Selected Filmmaker’s Production Will Be Powered by ARRAY Crew, the Inclusive Hiring Database for Below-the-Line Crew Members
LOS ANGELES, CA (June 2, 2021) — Today, ARRAY announced a partnership with Google to offer emerging creatives from historically underrepresented communities with the opportunity to apply for a career-changing $500,000 feature film grant. ARRAY is a grassroots distribution, arts and advocacy collective focused on amplifying work by people of color and women, founded by acclaimed director Ava DuVernay. The ARRAY + Google Feature Film Grant which will provide funds to produce the recipient’s first full-length feature film, was instituted as a way to help build a more equitable and inclusive artistic community of diverse storytellers.
“Having started my filmmaking journey by self-funding projects, this is a full-circle moment,” said ARRAY Founder Ava DuVernay.
I’m pleased to partner with Google and ARRAY’s grant advisory committee to identify an emerging writer/director to bring their vision to the screen. Inclusive storytelling is at the heart of ARRAY’s mission and we’re proud to also provide access to ARRAY Crew in order to further ensure that the set of the grantee’s film reflects the full array of the world around us.”
“We live and breathe filmmaking at ARRAY. For the past decade we have had the opportunity to amplify the work of so many stellar women and filmmakers of color, and the opportunity to partner with Google on this grant is the start of a strong partnership,” said ARRAY President Tilane Jones. “We are so lucky to have Crystal, Gabrielle, Francis, Maria and Smriti on our advisory committee and be working with every pillar of ARRAY to produce and distribute this project.”
The recipient of this mentorship and filmmaking opportunity will be selected by an esteemed advisory committee within the independent filmmaking community, including Gabrielle Glore (Urbanworld, Festival Director & Head of Programming), Francis Cullado (Los Angeles Asian Pacific Film Festival, Executive Director for Visual Communications Media), Crystal Echo Hawk (IllumiNative, Founder and Executive Director), María Rauqel Bozzi (Senior Director of Education & International Initiatives at Film Independent), and Smriti Kiran (Mumbai Film Festival).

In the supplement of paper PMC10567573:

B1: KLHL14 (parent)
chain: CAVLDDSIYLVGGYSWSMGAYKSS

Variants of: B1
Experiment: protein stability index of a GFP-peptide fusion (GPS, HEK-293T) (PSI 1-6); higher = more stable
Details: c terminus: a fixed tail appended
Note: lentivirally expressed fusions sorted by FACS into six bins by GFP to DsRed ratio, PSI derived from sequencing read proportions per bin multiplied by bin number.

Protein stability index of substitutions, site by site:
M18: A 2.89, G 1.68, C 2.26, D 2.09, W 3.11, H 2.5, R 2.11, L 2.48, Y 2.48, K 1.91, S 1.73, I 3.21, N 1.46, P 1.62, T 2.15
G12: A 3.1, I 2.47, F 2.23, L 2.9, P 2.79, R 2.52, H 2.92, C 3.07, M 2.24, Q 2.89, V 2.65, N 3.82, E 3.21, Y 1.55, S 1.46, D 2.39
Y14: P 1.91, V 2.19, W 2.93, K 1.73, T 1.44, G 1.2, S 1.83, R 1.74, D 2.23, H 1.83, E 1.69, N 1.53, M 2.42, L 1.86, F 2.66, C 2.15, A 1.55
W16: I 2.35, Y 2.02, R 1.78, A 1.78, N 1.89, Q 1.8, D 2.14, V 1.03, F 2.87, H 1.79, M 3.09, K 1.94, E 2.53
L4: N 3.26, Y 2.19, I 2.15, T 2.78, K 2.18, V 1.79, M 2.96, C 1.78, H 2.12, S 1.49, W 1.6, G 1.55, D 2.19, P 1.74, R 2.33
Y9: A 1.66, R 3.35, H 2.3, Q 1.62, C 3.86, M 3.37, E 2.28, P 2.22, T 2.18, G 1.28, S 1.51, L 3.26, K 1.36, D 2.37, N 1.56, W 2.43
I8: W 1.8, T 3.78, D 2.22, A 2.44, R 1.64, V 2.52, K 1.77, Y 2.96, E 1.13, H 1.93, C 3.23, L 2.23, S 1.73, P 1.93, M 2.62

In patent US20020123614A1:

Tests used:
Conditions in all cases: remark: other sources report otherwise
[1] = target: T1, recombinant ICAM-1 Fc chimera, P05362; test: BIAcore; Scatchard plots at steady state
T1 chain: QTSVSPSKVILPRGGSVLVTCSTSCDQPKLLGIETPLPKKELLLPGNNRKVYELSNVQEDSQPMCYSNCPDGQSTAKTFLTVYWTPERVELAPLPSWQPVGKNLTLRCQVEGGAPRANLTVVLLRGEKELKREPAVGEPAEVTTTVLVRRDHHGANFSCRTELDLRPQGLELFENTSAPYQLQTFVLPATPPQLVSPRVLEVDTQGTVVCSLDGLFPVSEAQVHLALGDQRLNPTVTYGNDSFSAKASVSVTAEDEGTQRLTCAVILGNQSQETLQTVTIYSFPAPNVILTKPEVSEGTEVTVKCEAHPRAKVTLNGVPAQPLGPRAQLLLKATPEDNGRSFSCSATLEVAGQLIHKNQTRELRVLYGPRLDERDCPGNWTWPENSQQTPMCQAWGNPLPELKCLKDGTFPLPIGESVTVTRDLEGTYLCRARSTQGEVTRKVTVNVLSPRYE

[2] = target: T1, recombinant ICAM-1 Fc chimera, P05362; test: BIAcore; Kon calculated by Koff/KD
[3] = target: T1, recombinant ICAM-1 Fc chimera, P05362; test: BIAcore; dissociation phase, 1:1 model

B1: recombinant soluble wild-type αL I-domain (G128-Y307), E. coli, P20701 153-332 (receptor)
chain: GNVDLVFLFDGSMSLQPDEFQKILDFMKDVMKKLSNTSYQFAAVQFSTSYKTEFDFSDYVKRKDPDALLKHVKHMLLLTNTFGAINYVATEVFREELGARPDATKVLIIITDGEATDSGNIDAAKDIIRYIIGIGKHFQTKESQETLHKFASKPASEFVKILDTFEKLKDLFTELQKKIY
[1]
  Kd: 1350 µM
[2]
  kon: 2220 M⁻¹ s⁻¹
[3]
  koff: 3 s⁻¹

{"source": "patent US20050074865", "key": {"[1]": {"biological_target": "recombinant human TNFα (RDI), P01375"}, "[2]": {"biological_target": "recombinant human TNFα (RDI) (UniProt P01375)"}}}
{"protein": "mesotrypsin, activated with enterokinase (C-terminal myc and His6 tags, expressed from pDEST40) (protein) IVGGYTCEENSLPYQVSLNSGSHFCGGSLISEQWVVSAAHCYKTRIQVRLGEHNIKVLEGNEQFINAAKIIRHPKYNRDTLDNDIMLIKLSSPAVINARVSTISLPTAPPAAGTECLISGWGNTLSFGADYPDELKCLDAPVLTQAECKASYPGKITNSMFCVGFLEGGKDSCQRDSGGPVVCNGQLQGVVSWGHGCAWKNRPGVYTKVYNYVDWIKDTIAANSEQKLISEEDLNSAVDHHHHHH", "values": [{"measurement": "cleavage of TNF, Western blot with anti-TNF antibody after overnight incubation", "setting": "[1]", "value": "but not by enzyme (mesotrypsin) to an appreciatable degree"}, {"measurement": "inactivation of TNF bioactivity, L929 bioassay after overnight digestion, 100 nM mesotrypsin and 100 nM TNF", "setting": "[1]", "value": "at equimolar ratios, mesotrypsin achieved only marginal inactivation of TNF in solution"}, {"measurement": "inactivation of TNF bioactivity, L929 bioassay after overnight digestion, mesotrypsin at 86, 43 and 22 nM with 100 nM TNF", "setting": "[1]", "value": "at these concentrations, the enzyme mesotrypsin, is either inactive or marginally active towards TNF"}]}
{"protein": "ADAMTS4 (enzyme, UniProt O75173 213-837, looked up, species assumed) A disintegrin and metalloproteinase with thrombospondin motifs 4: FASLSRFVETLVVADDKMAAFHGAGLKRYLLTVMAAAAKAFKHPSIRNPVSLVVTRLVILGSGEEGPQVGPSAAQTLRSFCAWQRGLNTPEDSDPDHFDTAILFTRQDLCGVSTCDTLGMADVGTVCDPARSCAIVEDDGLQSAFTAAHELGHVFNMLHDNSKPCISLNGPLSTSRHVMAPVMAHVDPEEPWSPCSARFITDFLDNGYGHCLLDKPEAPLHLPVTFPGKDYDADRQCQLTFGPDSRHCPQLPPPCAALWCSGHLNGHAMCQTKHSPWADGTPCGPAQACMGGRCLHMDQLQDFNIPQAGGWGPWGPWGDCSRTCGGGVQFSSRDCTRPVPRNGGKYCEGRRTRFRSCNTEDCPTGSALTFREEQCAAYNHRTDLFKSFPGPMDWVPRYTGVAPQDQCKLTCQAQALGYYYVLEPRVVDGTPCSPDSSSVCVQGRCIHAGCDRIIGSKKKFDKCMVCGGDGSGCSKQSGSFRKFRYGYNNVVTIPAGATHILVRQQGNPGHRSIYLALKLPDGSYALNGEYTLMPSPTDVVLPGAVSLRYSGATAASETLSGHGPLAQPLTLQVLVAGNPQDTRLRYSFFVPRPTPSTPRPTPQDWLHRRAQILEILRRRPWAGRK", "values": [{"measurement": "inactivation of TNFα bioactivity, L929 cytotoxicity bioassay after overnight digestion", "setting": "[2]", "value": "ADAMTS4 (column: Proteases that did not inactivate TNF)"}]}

“We’re honored to help ARRAY showcase talented creatives from underrepresented communities and to add volume to more diverse voices,” said Elle Roth-Brunet, Google Assistant’s Entertainment Partnerships Lead and producer on the project. “The Array x Google Feature Film Grant is intrinsically aligned with Google Assistant’s commitment to speak with a diverse set of voices, and connect with more people to help in their everyday lives.”
The production will be powered by ARRAY Crew, the database created by DuVernay as a way for hiring managers in search of below-the-line hires to easily access underrepresented film and television professionals, including but not limited to women and BIPOC individuals of African American, Hispanic, Native American, Asian American, Alaska Native, Native Hawaiian and Pacific Island decent. The platform currently has over 6,000 qualified members and more than 300 productions across 450 departments. Discoverable positions on ARRAY Crew include grips, lighting directors, production designers, costume designers, sound technicians, production accountants, hair stylists, VFX designers, foley artists, ADR mixers, animal trainers, food stylists, choreographers, scenic painters, toolmen, fabric buyers, stitchers, ADR editors, graphic designers, SFX makeup, and more.
The ARRAY + Google Feature Film Grant was developed in partnership with Google due to their ongoing commitment to amplify marginalized voices and highlight perspectives from historically underrepresented communities. Google also recently partnered with The Black List to launch a storytelling fellowship that provides financial and creative support to writers from underrepresented communities, as a means to develop their first feature film script or TV pilot.